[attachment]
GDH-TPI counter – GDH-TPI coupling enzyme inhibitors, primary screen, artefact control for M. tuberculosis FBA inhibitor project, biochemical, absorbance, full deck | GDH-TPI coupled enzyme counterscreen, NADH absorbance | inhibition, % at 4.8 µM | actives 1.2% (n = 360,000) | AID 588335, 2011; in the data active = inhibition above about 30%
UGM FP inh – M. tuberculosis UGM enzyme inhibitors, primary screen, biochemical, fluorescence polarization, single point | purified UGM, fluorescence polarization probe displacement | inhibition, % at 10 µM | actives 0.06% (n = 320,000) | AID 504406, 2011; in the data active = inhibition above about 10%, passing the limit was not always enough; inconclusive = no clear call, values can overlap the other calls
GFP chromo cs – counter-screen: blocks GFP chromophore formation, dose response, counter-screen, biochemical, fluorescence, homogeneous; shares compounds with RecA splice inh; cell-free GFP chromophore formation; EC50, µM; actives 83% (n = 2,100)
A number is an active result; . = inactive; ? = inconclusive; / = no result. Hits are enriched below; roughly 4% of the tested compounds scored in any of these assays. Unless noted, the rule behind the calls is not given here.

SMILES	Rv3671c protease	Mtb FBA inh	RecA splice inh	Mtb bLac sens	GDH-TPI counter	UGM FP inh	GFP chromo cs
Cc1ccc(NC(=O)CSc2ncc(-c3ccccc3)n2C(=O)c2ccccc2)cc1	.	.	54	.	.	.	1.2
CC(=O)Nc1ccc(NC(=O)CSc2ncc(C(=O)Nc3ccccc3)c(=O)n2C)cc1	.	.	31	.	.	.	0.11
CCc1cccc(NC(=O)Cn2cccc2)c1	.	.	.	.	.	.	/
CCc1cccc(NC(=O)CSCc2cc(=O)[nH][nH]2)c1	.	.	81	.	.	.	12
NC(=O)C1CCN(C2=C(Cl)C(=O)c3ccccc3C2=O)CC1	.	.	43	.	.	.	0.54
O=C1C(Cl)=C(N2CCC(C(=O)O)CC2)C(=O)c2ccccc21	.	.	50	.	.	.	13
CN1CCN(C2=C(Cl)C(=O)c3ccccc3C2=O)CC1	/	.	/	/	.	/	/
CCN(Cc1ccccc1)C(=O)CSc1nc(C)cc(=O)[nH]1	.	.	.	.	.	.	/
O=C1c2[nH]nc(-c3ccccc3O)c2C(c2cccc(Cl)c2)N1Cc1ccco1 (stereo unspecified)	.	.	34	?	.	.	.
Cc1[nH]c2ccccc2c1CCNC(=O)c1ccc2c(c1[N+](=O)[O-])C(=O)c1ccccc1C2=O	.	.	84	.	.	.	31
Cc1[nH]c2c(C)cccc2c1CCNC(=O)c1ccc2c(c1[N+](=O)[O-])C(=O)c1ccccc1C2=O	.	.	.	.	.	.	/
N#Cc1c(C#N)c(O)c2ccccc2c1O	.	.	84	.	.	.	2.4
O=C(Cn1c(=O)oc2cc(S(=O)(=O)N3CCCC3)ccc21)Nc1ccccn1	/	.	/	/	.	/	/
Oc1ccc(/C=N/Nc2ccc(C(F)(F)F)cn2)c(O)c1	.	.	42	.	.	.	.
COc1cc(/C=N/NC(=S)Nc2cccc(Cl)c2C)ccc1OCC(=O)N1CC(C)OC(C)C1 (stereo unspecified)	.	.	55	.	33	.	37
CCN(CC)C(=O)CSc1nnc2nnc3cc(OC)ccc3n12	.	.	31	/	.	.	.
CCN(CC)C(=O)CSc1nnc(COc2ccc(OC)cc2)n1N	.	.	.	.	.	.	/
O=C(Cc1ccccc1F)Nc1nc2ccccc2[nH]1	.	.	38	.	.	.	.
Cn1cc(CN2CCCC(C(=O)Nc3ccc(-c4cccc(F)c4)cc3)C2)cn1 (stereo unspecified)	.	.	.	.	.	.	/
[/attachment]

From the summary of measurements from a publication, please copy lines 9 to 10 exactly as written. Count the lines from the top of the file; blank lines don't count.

CCc1cccc(NC(=O)CSCc2cc(=O)[nH][nH]2)c1	.	.	81	.	.	.	12
NC(=O)C1CCN(C2=C(Cl)C(=O)c3ccccc3C2=O)CC1	.	.	43	.	.	.	0.54